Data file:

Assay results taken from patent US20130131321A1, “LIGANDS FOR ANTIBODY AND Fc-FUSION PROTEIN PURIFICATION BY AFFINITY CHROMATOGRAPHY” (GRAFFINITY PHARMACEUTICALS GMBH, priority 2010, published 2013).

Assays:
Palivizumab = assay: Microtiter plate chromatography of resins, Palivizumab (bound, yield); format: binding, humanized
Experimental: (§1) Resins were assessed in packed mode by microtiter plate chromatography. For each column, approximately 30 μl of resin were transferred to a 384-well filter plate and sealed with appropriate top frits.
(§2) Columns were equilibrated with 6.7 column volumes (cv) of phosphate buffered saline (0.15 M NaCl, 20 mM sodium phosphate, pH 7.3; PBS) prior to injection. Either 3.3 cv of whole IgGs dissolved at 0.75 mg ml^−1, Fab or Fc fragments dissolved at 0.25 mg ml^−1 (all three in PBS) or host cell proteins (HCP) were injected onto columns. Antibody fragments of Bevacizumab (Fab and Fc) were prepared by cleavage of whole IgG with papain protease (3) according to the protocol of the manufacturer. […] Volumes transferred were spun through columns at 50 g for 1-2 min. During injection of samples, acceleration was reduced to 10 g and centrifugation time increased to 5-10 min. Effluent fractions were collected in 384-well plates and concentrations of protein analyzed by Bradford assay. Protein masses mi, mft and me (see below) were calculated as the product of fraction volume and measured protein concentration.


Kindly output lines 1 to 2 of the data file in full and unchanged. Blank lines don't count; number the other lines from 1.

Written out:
Assay results taken from patent US20130131321A1, “LIGANDS FOR ANTIBODY AND Fc-FUSION PROTEIN PURIFICATION BY AFFINITY CHROMATOGRAPHY” (GRAFFINITY PHARMACEUTICALS GMBH, priority 2010, published 2013).

Assays: